The temperature was -13 degrees. The church hostel where we were staying was unheated because there were so few visitors in January, and despite wearing several layers of clothing, we couldn’t get warm. It was 1983. Tony, my husband, and I were in Seoul, South Korea to visit the Yoido Full Gospel Church led by Dr. Paul (David) Yonggi Cho— the largest church in the world.
One day, in an effort to get warm, we headed over to the church’s administration building. As we wandered along the hallways between the various offices, someone approached us.
“Would you like an interview with Dr. Cho?”
Much to our surprise, we were ushered into Dr. Cho’s office and had a twenty-minute conversation with him. He said many things to us about the nature of revival and the crucial importance of prayer, but the one thing that has most stood out over the years is this.
“You in the West will never see a move of God until you use your women.”
Prayer is key to the extraordinary growth they have seen in Korea. But women have also played a vital role. Yoido Full Gospel Church began in the home of Choi Ja-shil (who later became Cho’s mother-in-law) in 1958. As the church grew, Cho took on more and more responsibilities until he became exhausted and ill. At this point God challenged him to release women. The church now numbers more than 700,000. Two thirds of the associate pastors are women and 47,000 of the 50,000 cell group leaders are women too.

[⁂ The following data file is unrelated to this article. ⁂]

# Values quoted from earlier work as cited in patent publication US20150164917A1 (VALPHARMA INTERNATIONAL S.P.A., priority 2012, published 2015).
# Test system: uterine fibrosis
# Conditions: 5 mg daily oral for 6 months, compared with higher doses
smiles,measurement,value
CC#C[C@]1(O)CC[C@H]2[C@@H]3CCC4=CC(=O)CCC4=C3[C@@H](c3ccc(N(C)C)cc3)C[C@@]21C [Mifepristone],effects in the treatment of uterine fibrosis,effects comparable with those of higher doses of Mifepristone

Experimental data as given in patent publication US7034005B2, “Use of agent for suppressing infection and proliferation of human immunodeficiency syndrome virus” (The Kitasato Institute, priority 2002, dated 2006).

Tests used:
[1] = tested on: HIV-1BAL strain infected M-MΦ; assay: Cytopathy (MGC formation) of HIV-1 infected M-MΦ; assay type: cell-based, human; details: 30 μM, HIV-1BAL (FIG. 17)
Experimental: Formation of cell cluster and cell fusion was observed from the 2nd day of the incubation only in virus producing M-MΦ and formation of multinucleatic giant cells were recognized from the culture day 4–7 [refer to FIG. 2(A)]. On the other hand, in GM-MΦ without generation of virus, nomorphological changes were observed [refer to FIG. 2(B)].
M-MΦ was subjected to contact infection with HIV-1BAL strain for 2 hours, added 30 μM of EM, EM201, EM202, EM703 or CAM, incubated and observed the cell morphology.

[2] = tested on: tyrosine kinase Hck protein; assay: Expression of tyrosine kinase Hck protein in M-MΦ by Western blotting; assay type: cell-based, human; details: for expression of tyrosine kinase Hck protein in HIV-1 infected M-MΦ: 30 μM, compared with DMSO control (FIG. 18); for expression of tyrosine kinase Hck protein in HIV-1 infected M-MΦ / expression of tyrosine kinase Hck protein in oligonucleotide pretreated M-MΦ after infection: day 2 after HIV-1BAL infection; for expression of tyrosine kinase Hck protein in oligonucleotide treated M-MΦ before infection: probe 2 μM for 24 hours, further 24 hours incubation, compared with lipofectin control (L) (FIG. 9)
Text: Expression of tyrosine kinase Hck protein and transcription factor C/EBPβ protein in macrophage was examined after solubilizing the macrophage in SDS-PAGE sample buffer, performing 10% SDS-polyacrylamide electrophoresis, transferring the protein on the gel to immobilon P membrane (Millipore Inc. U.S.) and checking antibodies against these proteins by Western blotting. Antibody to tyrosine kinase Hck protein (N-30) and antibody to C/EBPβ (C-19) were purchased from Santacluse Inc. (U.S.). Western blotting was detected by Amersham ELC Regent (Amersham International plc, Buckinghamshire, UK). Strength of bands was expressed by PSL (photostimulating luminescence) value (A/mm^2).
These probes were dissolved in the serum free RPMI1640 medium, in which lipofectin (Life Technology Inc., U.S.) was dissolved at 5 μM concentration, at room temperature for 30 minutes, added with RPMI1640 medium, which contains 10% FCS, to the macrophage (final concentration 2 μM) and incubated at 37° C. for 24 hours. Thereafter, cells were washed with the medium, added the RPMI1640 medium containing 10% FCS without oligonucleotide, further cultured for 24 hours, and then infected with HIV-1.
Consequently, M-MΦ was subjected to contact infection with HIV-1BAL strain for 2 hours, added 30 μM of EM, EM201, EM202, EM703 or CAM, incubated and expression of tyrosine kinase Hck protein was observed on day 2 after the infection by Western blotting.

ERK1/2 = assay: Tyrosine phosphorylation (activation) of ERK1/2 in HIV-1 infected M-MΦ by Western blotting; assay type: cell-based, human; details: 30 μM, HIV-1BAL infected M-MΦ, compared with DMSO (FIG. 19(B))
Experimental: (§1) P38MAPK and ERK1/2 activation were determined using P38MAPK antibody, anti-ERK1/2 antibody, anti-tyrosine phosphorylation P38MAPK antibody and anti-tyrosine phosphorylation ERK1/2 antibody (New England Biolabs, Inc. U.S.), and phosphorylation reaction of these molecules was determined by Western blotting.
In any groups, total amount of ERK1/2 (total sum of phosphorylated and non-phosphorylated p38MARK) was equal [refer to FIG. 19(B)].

But three decades later, what Dr. Cho predicted for us has sadly proven true. We in the West have not used our women, nor, with one or two possible exceptions, have we seen any major, long-lasting and wide-sweeping revivals with multitudes being swept into the Kingdom of God. Whereas Korea has gone from around 2 percent of the population being Christian in 1945 to about 30 percent today, we in the West have gone backwards. In the UK where I am from, Christianity is irrelevant to the vast majority of the population. Here in the United States we may be only a generation away from being a post-Christian nation.
The question is, what are we going to do about it?